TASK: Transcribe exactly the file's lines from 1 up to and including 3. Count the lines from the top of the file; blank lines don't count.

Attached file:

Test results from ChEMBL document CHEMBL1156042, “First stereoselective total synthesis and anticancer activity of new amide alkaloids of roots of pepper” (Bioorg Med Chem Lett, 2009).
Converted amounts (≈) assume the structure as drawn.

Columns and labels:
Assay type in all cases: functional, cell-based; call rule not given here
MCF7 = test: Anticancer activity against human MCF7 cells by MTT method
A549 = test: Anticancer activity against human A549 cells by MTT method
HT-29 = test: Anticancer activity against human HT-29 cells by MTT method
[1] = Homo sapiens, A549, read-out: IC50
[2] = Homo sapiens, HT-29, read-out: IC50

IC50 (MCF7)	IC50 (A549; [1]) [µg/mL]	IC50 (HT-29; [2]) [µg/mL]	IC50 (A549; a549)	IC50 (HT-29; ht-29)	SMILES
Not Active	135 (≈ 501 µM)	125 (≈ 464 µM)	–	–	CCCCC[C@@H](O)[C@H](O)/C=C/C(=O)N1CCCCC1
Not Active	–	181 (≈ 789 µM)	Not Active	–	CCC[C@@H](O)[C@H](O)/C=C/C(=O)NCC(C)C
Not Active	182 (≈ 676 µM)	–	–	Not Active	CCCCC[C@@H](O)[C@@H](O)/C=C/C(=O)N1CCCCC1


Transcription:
Test results from ChEMBL document CHEMBL1156042, “First stereoselective total synthesis and anticancer activity of new amide alkaloids of roots of pepper” (Bioorg Med Chem Lett, 2009).
Converted amounts (≈) assume the structure as drawn.

Columns and labels: